The outdated and poorly integrated IT infrastructure of the banking sector is holding back the UK economy, according to a new report from IT industry lobby group Intellect.
"Decades of ad hoc technology investment, combined with merger and acquisition activity has left many financial institutions with disconnected silos of information and duplicative processes," the report says. "The legacy of underinvestment is an infrastructure that is inefficient, overly complex and an obstacle for cost-effective business change."
This not only prevents banks from providing "customer-centric" services, it says, but also hampers their ability to invest in the UK economy, Intellect argues. "This is holding back the ability of the banking sector as a whole to act as a catalyst for the wider economy.
See also: IT glitch has cost RBS £125m – so far
Intellect, which represents the interests of the world’s largest IT suppliers in the UK, argues that banks need to ‘address’ their legacy systems. "Complex legacy systems inhibit innovation across the financial system and specifically the development of industry utilities that could foster greater competition", it says.
The report also asserts that empowering regulators to demand timely and relevant data from the banks would serve as a driver to renewed infrastructure investment. It calls for a ‘system of systems’, a shared utility service that grants regulators up to the minute access to banking data.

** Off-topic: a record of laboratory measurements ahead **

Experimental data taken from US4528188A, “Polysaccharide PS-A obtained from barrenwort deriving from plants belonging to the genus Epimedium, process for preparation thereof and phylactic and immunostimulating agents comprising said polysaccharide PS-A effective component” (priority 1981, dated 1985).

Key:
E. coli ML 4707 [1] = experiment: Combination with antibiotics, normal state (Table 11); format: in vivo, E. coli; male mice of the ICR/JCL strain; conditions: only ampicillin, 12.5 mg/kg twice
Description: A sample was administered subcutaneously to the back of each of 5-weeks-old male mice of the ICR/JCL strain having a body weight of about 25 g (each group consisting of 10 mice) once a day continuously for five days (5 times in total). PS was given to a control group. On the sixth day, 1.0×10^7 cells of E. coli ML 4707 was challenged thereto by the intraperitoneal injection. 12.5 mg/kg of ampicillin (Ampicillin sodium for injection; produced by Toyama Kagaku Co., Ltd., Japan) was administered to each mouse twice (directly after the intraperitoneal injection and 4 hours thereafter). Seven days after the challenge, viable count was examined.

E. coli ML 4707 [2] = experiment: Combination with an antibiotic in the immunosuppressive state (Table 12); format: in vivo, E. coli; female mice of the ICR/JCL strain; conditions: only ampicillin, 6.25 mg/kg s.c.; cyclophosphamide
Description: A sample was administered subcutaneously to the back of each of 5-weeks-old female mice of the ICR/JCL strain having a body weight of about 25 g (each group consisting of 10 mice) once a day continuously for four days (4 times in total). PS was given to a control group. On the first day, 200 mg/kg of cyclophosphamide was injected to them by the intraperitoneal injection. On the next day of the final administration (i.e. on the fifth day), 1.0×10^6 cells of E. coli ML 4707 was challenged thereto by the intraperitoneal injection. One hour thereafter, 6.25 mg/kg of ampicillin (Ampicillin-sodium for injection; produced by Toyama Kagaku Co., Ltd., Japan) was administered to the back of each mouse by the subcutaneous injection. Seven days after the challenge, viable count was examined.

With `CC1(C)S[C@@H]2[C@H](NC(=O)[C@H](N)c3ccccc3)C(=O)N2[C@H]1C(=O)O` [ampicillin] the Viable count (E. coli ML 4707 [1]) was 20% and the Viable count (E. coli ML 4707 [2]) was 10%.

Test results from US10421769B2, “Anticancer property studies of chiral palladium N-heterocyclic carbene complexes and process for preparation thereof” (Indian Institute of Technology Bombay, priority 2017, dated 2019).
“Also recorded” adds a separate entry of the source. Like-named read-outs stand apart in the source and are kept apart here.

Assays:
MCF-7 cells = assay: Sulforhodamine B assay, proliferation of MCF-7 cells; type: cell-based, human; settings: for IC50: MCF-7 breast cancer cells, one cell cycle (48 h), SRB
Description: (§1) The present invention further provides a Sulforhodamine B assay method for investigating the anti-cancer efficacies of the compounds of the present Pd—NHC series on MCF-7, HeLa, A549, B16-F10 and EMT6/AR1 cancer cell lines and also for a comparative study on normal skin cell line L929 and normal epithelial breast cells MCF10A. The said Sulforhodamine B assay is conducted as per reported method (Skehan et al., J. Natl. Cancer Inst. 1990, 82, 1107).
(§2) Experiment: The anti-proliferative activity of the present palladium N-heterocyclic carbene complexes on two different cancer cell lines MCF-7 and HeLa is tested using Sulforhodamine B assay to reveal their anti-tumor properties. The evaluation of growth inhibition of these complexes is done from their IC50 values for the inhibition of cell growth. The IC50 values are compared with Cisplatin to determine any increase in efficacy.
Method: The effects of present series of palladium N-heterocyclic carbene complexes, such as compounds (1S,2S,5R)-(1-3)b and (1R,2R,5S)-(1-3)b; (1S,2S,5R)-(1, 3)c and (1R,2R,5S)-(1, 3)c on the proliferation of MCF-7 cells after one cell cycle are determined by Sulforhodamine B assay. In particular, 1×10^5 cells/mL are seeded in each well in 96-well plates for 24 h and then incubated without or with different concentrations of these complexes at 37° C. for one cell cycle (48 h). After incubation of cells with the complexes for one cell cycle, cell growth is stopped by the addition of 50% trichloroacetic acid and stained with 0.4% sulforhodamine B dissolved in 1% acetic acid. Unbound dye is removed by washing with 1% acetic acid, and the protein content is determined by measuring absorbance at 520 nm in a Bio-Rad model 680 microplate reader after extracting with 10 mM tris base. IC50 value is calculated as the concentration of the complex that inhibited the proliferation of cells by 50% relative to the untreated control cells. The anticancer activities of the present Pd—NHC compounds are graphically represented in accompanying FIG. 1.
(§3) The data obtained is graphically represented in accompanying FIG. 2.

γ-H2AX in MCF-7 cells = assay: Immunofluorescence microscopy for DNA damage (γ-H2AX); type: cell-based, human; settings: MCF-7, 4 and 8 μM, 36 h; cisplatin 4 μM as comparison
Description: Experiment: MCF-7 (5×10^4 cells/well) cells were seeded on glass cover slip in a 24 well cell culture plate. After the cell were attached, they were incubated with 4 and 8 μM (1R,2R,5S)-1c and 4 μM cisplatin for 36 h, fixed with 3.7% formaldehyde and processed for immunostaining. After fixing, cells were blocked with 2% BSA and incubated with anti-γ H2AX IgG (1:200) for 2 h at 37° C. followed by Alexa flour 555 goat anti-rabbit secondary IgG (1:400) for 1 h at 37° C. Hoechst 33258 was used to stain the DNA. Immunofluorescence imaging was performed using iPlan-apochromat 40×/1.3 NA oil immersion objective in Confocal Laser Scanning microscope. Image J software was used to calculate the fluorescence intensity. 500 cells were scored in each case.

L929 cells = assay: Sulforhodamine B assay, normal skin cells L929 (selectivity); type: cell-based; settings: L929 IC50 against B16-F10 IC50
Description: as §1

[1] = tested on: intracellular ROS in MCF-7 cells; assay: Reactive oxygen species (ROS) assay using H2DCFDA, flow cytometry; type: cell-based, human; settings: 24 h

The banking sector’s reliance on outdated technology was highlighted by RBS Group’s recent outage, triggered by a failed upgrade to a batch processing system.
Writing in the aftermath of the outage, Daniel Mayo, financial technology analyst at Ovum, said that banks struggle to find (or cannot afford) IT professionals with the skills and experience required to manage their legacy systems.
"With these systems developed and running on older technologies, the pool base of skilled and experienced staff is diminishing as senior staff retire and new IT professionals largely concentrate on newer technologies," he wrote. "With most banks under heavy cost pressures, this means relatively junior staff are often given responsibility for systems where they have little experience beyond the routine, particularly in a stress situation (as with RBS) where things go outside normal operations."
He added that batch processing systems no longer meet customers’ demands for access to banking services. "The penetration of online banking, compounded with growing uptake of mobile banking and the move for longer branch opening hours, means that IT is increasingly under pressure to reduce system offline time, running batches within a relatively tight window. This in turn results in less room for error if things do go wrong."
However, a recent IDC report on IT spending in the banking sector warned that concerns about the Euro have dampened European banks’ appetite for investment.
"The global economy will continue to flounder in 2012 as the crisis in Western Europe casts a long shadow. As a result, many banks are taking a closer look at their expense budgets as they consider new IT investments," said Jeanne Capachin, vice president of IDC Financial Insights.